What forms of payment can employers use?
According to the Employment Standard Act, the law that sets the minimum standards for workplaces in Ontario, your employer can pay your wages by:
- cheque payable to the employee
- direct deposit to an account in the employee’s name
Employers can also give their employees non-wage forms of compensation, like:
- Meal allowances
- Commuter benefits
Non-wage forms of compensation CANNOT replace the minimum wage every employee is entitled to.
What are the laws around getting paid in cash
It’s not illegal to get paid in cash.
Many employers pay their workers in cash, including for jobs in:
- Day labour
- Temp agencies
- Service industry
Even if you get paid in cash, you’re entitled to at least the minimum wage and a pay stub every time you get paid.
In Canada, part of what you earn for any given pay period will be deducted by your employer for taxes, the Canada Pension Plan (CPP), and Employment Insurance (EI). The amounts of these deductions should be clearly listed on your pay stub.
Don’t be surprised if the cash you get is less than the exact amount you worked, but double check to make sure the deductions are correct.
Your pay stub should include:
- how many hours you worked for that period
- your pay rate
- any overtime or public holiday pay you earned
- deductions taken for taxes, CPP, and EI
At the end of every fiscal year in April, you are responsible for filing your taxes and reporting your earnings to the government. Your employer will give you the tax forms you need to report your income, but it’s a good idea to keep a record of your pay stub just in case.
What if I am working without any status?
If you have a job without a valid Social Insurance Number, work permit, or other immigration status that allows you to work in Canada, you are still entitled to your labour rights.
Labour rights include:
- Employment standards (e.g., minimum wage, overtime pay, regulated hours, etc.)
- Health and safety (e.g., safe working conditions)
- Human rights (e.g., the right to equal equal treatment without discrimination)
If your employer is denying you any of your rights, you can file a claim at the Ministry of Labour.
The Ministry of Labour is responsible for protecting workers’ rights and settling disputes. They are not supposed to share immigration information with Canada’s Immigration department.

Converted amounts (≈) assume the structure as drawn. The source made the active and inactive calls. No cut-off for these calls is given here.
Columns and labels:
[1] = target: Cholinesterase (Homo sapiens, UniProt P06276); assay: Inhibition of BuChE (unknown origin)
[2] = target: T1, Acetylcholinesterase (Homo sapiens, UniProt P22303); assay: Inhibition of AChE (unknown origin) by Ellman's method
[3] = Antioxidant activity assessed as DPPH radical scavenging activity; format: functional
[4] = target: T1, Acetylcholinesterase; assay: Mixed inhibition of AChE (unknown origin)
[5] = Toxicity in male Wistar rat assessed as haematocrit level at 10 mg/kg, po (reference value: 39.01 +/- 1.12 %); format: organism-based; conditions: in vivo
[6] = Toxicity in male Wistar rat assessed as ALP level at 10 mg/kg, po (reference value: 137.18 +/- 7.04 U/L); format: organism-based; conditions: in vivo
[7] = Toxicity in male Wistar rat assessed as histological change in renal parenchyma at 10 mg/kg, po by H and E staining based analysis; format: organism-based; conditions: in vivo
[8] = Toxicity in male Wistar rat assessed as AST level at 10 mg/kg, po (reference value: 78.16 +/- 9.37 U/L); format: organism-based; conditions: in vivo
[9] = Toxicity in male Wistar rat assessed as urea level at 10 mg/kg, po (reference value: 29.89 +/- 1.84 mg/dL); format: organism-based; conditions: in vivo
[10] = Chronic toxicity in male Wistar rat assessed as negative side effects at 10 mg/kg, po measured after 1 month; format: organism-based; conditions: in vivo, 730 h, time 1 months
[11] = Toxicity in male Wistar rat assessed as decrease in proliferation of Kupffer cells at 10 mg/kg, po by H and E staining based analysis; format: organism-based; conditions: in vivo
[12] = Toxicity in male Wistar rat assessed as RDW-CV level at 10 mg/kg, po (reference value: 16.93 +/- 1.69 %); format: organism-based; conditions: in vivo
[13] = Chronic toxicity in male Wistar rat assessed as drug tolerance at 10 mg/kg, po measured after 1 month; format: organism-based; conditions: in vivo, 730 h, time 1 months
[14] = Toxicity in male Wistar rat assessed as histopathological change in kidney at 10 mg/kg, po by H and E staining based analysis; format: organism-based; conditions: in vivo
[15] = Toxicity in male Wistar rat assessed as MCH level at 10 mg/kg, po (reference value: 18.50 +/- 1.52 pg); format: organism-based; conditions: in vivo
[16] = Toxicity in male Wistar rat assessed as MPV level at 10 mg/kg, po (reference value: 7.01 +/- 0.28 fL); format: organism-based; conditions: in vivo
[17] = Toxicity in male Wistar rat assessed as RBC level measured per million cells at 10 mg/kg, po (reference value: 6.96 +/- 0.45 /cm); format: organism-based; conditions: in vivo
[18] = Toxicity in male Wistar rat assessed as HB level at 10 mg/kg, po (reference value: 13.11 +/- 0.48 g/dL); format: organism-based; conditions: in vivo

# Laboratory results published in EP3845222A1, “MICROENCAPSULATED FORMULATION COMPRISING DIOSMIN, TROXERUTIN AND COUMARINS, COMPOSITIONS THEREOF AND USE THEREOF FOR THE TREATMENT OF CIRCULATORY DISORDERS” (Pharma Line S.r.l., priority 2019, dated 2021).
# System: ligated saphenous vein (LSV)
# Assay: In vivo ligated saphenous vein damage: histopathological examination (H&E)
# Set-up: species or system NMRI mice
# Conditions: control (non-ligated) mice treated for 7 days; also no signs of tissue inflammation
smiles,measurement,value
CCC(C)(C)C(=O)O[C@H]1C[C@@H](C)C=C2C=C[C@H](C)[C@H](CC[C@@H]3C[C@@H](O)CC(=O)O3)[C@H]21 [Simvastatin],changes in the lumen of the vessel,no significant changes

The government also keeps track of employers who’ve violated employment standards
How can I protect myself if I’m working a cash job?
The risk you run while doing a cash job is from failing to keep records or paying taxes. You can take measures to protect yourself to avoid having issues with your employer like pay discrepancies, or with the government if they audit you to check whether you reported your income accurately.
Here are some tips from the Workers’ Action Centre
- Record the hours, dates, locations where you work
- Take note of any problems that happen and keep those notes private (either in a personal notebook or device at home)
- Keep records of all communication (e.g., texts, emails, phone calls, letters, even notes of conversations)
- Research and write down information about your employer and their company (e.g., names and titles, home and work addresses, phone numbers, vehicle information including plates, etc.)
- Only share personal information, like your address and immigration status, with people you trust
Where can I get support if my workers’ rights are being violated?
Workers’ Action Centre
Caregivers’ Action Centre
Migrant Workers Alliance for Change
Migrant farmworkers – 905-324-2840 (English) or 647-807-4722 (Spanish)
Migrant student workers – 647-858-2854
IAVGO (Industrial Accident Victims’ Group of Ontario)
Injured Workers’ Consultants
Toronto Workers Health & Safety Legal Clinic
Ontario Human Rights Tribunal (HRTO)
Canadian Human Rights Commission
Human Rights Legal Support Centre
Community Legal Education Ontario (CLEO)
Assaulted Women’s Hotline
Distress Centres of Greater Toronto
Sexual Harassment and Assault Resource Exchange (SHARE)
1-866-625-5179, press 5 for SHARE